Matter of Carter v Van Zile

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Matter of Carter v Van Zile 2018 NY Slip Op 04043 Decided on June 7, 2018 Appellate Division, Third Department Published by New York State Law Reporting Bureau pursuant to Judiciary Law § 431. This opinion is uncorrected and subject to revision before publication in the Official Reports.

Decided and Entered: June 7, 2018
523371

[*1]In the Matter of CHRISTINE A. CARTER, Appellant,

v

DOUGLAS B. VAN ZILE, Respondent. (And Another Related Proceeding.)

Calendar Date: April 26, 2018
Before: Garry, P.J., Egan Jr., Clark, Mulvey and Rumsey, JJ.

Michelle I. Rosien, Philmont, for appellant.

Pamela Bleiwas, Ithaca, attorney for the child.




Clark, J.

MEMORANDUM AND ORDER

Appeal from an order of the Family Court of Schuyler County (Morris, J.), entered June 15, 2015, which, among other things, dismissed petitioner's application, in a proceeding pursuant to Family Ct Act article 6, to modify a prior order of custody.

In June 2015, petitioner (hereinafter the mother) and respondent (hereinafter the father) entered into a stipulation and order in which they agreed to joint legal custody and shared physical custody of their daughter (born in 2010). The following month, the mother filed a modification petition, which she subsequently amended, seeking primary physical custody of the child. The father, in turn, cross-petitioned for the same relief. After a fact-finding hearing and a Lincoln hearing,

Family Court dismissed the petitions on the ground that neither party had demonstrated the requisite change in circumstances since entry of the stipulation and order. The mother now appeals, and we affirm.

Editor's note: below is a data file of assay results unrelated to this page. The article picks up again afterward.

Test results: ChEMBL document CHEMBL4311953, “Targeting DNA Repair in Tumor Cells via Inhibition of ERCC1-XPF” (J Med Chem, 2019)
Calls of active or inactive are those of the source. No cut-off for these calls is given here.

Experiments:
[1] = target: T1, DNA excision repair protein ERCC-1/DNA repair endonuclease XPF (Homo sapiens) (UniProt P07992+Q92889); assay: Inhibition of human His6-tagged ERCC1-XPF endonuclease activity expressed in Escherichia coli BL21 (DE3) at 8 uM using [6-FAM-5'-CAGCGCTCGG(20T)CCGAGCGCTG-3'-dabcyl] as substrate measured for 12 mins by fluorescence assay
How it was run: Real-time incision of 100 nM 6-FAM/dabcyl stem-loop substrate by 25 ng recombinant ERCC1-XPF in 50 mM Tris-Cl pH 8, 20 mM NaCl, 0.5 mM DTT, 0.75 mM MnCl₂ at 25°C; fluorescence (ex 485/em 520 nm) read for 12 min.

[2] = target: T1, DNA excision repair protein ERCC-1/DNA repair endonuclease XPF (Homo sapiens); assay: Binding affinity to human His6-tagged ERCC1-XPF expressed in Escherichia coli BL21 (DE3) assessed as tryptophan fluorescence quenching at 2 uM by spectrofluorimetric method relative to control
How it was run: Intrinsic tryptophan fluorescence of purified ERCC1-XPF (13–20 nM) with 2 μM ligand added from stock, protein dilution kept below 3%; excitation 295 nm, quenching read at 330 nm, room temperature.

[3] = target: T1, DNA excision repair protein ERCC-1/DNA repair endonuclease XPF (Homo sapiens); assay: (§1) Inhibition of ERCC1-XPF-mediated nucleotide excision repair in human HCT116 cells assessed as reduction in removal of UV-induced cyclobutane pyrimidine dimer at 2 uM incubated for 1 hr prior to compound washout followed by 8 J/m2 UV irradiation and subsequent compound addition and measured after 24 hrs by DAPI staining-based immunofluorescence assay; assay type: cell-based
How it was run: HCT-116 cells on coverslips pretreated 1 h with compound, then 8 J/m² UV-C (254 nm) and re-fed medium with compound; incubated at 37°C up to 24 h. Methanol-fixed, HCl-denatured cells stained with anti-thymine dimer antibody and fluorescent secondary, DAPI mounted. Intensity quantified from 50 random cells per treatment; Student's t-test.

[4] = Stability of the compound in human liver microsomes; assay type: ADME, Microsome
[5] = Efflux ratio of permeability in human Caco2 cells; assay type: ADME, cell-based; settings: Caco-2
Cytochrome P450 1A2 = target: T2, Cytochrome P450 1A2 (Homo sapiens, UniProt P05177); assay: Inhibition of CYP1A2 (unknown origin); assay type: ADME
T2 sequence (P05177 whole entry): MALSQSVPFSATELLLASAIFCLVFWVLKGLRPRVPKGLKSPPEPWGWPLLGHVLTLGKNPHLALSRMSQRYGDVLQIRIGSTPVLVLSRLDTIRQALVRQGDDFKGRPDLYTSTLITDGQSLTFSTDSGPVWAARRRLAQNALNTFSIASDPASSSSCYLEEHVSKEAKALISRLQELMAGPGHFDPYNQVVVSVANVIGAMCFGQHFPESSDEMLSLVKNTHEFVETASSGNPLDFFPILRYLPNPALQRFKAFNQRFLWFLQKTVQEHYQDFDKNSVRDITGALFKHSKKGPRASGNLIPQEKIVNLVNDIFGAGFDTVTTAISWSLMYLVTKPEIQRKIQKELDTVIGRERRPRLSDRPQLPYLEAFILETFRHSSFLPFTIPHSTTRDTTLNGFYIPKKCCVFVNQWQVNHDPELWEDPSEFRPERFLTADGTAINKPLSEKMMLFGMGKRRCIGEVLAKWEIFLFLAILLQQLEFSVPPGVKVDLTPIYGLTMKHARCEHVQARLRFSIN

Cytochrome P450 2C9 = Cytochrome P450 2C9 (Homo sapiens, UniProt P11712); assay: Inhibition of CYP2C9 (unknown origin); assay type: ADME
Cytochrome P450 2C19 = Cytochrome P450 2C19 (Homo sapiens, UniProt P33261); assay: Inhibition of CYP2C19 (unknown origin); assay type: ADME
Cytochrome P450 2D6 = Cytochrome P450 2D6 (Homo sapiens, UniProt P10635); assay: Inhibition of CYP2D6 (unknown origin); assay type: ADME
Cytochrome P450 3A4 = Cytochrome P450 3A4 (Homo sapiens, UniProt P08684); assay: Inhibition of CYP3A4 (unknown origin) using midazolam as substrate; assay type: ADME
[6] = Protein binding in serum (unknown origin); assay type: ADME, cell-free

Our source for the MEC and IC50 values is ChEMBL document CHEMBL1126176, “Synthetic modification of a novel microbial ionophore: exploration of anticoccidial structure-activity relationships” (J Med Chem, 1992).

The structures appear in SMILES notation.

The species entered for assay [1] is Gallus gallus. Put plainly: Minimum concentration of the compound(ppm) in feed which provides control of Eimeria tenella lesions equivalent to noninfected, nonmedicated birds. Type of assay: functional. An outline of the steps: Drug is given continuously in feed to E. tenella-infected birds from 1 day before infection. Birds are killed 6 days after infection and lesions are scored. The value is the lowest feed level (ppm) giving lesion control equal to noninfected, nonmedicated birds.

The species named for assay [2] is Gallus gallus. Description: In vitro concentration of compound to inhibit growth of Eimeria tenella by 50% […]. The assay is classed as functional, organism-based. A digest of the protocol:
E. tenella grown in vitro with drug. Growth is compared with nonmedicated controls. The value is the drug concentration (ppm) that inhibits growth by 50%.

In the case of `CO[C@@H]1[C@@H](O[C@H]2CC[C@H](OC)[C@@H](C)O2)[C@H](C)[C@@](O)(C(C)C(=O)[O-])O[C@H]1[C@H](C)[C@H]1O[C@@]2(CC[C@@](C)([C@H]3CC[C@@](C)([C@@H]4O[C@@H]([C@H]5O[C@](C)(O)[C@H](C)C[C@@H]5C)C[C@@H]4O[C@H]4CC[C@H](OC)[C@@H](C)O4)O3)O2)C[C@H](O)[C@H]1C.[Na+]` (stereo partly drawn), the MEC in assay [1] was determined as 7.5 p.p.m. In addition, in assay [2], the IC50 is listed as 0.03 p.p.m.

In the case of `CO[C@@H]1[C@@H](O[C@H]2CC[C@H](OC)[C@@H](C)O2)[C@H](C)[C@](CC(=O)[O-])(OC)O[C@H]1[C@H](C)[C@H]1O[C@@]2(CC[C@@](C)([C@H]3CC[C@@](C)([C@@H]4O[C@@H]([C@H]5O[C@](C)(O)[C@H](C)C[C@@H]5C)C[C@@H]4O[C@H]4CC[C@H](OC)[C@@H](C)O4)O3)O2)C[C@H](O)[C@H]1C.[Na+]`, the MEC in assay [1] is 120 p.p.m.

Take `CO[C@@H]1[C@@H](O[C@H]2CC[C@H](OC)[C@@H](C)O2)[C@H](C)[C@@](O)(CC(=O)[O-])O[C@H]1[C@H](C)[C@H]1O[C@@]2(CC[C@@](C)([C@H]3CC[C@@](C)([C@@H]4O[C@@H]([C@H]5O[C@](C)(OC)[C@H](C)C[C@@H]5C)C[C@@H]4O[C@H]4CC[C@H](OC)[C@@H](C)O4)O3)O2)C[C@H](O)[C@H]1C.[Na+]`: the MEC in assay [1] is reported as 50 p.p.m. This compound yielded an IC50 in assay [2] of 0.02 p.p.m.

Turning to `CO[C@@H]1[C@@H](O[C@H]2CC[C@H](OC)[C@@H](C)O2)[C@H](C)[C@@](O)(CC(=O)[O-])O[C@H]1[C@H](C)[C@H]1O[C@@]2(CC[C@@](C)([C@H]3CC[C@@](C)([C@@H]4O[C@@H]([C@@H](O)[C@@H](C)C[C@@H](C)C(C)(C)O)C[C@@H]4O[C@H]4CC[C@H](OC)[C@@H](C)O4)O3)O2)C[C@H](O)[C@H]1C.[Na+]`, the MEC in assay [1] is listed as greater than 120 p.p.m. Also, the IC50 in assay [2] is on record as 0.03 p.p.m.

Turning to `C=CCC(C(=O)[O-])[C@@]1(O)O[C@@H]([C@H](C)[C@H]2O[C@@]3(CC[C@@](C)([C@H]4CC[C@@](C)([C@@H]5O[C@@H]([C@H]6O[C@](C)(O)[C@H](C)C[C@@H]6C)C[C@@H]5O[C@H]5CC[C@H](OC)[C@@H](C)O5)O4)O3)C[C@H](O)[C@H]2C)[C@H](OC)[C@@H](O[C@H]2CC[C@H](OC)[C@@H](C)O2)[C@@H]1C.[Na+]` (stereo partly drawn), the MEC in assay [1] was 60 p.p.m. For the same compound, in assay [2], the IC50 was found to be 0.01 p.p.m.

Initially, contrary to the mother's contention, Family Court did not err in denying her request for a change in venue to the Chemung County Family Court. Pursuant to Family Ct Act

§ 171, "a lawful order of the family court in any county may be enforced or modified in that county or in the family court in any other county in which the party affected by the order resides or is found." Additionally, Family Ct Act § 174 provides that Family Court "may for good cause transfer a proceeding to a family court in any other county where the proceeding might have been [*2]originated and shall transfer a proceeding laying venue in the wrong county to a family court in any county where the proceeding might have been originated." Here, the parties sought to modify a lawful order of the Schuyler County Family Court and, thus, the mother's original choice of venue was proper (see Family Ct Act § 171). Accordingly, the determination of whether to grant or deny the mother's application for a change in venue fell squarely within Family Court's discretion (see Family Ct Act § 174; Matter of Young v Morse, 92 AD2d 706, 706 [1983]), and we discern no abuse of that discretion here, particularly since the mother failed to establish good cause for the transfer and, as the court noted, a change in venue would have likely resulted in the assignment of a new attorney for the child (see Matter of Shaffer v Winslow, 17 AD3d 766, 767 [2005]; compare Matter of Winter v Karins, 96 AD3d 865, 866 [2012]).

We further agree with Family Court that the mother did not satisfy her burden of demonstrating that there had been a change in circumstances since entry of the June 2015 stipulation and order to warrant the undertaking of a best interests analysis (see Matter of Crystal F. v Ian G., 145 AD3d 1379, 1380 [2016]; Matter of Menhennett v Bixby, 132 AD3d 1177, 1179 [2015]). The mother failed to establish that, in the short time that had passed since entry of the stipulation and order, there had been any significant developments in the parties' relationship or their respective situations. Although the mother alleged that her living situation had changed, the proof adduced at the fact-finding hearing demonstrated that the mother had moved prior to the entry of the June 2015 stipulation and order. The mother's remaining allegations were either not borne out by the record or insufficient to establish the requisite change in circumstances. As such, Family Court properly dismissed the mother's amended petition (see Matter of Elizabeth NN. v Hannah MM., 148 AD3d 1235, 1236-1237 [2017]; Matter of Gilbert v Gilbert, 128 AD3d 1286, 1287 [2015]; Matter of Scott LL. v Rachel MM., 98 AD3d 1197, 1198 [2012]).

Garry, P.J., Egan Jr., Mulvey and Rumsey, JJ., concur.

ORDERED that the order is affirmed, without costs.